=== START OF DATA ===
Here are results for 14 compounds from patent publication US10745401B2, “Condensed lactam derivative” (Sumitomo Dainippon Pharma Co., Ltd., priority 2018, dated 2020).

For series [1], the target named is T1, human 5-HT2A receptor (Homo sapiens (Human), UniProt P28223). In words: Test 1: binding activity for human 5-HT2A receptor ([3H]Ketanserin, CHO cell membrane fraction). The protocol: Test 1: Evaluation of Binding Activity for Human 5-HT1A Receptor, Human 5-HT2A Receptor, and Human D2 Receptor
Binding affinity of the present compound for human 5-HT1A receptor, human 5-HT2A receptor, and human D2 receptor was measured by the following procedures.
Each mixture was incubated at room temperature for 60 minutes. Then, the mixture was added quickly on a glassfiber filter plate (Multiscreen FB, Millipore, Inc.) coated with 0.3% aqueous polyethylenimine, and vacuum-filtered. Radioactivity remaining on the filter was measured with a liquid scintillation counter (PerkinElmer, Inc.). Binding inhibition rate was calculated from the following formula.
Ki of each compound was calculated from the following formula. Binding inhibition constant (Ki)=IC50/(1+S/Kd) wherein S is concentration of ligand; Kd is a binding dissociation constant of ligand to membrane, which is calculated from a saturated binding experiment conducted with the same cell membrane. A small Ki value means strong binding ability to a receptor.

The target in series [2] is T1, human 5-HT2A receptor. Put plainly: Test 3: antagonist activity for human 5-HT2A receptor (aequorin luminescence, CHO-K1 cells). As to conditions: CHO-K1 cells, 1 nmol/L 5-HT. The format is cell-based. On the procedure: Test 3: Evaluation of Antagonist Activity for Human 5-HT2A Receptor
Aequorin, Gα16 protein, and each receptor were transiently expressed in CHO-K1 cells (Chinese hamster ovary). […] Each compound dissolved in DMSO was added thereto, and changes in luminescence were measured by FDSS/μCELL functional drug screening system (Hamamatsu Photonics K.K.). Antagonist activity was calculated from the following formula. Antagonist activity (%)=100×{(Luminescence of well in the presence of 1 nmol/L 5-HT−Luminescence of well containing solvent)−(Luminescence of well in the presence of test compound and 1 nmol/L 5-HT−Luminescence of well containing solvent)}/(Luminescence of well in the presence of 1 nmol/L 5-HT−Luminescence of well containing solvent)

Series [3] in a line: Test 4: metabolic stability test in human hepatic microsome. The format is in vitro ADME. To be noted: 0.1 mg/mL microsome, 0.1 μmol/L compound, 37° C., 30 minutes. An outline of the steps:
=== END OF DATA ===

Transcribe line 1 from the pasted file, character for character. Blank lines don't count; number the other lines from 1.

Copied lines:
Here are results for 14 compounds from patent publication US10745401B2, “Condensed lactam derivative” (Sumitomo Dainippon Pharma Co., Ltd., priority 2018, dated 2020).